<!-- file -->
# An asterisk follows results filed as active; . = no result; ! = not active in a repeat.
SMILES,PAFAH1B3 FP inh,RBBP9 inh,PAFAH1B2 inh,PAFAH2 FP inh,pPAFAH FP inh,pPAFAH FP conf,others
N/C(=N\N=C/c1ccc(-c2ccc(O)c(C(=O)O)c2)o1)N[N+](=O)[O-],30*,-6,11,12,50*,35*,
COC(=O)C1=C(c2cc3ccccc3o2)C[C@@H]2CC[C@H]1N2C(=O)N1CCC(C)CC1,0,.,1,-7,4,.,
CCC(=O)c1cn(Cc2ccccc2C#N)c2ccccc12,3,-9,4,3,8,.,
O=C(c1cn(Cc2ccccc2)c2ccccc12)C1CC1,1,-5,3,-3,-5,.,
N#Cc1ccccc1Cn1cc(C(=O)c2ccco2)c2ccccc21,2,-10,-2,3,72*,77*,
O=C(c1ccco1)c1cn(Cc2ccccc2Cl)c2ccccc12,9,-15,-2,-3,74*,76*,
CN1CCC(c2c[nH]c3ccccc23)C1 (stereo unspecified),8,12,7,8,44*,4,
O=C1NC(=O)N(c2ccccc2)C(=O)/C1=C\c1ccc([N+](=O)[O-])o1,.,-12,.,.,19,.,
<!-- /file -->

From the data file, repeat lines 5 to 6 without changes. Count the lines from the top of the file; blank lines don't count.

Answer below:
CCC(=O)c1cn(Cc2ccccc2C#N)c2ccccc12,3,-9,4,3,8,.,
O=C(c1cn(Cc2ccccc2)c2ccccc12)C1CC1,1,-5,3,-3,-5,.,